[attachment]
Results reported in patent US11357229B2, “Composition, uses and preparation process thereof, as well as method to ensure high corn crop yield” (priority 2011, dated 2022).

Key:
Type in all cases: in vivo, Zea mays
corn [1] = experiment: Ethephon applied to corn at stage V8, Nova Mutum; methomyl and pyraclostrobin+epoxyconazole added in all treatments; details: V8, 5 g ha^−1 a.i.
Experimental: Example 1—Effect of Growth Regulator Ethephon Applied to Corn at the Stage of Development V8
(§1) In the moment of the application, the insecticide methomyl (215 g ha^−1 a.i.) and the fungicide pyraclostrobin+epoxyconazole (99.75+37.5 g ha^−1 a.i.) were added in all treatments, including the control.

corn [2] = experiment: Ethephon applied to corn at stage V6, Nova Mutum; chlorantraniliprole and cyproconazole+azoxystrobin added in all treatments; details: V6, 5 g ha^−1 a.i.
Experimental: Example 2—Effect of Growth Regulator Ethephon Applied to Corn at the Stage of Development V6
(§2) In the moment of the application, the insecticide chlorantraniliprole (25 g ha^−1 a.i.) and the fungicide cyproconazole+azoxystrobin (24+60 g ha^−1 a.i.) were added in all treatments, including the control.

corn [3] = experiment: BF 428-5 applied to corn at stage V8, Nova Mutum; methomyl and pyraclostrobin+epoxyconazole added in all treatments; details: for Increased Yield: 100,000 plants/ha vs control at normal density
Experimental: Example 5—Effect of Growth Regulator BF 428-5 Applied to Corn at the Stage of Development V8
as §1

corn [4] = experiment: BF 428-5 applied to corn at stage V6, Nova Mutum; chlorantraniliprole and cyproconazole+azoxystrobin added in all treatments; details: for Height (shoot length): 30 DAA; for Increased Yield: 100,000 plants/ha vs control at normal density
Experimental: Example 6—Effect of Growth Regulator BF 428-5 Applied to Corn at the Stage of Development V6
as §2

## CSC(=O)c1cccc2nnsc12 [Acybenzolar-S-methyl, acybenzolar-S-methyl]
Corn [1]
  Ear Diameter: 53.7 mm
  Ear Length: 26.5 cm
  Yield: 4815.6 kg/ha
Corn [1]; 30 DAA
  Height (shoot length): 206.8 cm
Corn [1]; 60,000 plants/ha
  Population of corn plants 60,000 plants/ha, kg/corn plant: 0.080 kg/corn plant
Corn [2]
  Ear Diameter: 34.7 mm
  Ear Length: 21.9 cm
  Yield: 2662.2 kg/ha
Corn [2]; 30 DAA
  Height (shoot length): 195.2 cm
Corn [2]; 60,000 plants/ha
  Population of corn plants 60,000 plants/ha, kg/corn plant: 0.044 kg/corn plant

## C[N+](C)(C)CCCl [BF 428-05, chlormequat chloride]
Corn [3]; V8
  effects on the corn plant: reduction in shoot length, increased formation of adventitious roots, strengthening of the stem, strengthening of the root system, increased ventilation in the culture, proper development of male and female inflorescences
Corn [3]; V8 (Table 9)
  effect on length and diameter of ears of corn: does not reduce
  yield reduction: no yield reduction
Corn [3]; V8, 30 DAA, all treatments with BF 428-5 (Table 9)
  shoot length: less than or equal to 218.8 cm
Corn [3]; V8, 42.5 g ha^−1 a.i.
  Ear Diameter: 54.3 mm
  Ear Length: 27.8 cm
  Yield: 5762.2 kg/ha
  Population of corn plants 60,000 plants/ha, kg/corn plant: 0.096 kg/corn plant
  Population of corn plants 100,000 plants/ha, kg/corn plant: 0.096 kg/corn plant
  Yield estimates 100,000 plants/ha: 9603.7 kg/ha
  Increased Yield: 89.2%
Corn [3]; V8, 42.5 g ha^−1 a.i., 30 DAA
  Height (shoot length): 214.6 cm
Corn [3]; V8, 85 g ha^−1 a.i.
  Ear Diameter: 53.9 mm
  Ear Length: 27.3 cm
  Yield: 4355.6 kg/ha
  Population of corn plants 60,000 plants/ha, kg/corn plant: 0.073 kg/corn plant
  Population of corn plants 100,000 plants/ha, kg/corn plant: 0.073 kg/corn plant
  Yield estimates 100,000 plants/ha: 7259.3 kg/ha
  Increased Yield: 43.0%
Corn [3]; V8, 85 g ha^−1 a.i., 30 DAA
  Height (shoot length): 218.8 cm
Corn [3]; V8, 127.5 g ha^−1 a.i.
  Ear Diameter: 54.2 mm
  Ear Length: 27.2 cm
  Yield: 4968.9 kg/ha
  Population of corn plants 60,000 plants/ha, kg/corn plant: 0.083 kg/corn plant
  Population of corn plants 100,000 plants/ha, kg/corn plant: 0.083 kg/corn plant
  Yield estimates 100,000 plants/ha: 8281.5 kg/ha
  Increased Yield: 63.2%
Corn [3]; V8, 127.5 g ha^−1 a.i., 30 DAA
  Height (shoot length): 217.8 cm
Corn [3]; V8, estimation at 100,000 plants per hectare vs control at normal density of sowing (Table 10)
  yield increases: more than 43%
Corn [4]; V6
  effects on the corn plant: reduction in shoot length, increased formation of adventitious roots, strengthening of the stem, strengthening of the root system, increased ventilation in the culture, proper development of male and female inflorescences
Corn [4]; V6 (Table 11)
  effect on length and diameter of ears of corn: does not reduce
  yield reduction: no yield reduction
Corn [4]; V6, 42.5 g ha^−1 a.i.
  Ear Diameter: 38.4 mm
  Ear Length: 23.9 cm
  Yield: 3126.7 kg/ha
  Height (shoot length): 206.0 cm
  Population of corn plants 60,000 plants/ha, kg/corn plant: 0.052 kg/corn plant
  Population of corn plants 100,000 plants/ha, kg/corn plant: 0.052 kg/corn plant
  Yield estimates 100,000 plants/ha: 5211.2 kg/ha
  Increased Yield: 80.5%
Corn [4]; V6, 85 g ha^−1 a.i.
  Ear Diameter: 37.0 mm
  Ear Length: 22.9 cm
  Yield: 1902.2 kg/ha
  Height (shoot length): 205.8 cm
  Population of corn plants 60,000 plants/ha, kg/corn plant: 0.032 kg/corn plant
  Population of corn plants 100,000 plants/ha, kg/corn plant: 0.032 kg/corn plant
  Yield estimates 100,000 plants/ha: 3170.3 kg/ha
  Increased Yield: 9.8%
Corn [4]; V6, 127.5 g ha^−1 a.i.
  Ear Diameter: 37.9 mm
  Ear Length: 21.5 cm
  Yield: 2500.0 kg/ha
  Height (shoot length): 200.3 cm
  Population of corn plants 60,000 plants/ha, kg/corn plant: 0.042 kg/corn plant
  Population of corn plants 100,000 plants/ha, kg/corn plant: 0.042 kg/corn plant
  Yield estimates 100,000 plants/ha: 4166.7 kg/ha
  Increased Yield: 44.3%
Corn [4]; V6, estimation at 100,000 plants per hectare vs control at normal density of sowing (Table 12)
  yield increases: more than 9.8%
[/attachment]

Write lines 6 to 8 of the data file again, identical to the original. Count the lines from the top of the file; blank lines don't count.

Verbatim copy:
(§1) In the moment of the application, the insecticide methomyl (215 g ha^−1 a.i.) and the fungicide pyraclostrobin+epoxyconazole (99.75+37.5 g ha^−1 a.i.) were added in all treatments, including the control.

corn [2] = experiment: Ethephon applied to corn at stage V6, Nova Mutum; chlorantraniliprole and cyproconazole+azoxystrobin added in all treatments; details: V6, 5 g ha^−1 a.i.
Experimental: Example 2—Effect of Growth Regulator Ethephon Applied to Corn at the Stage of Development V6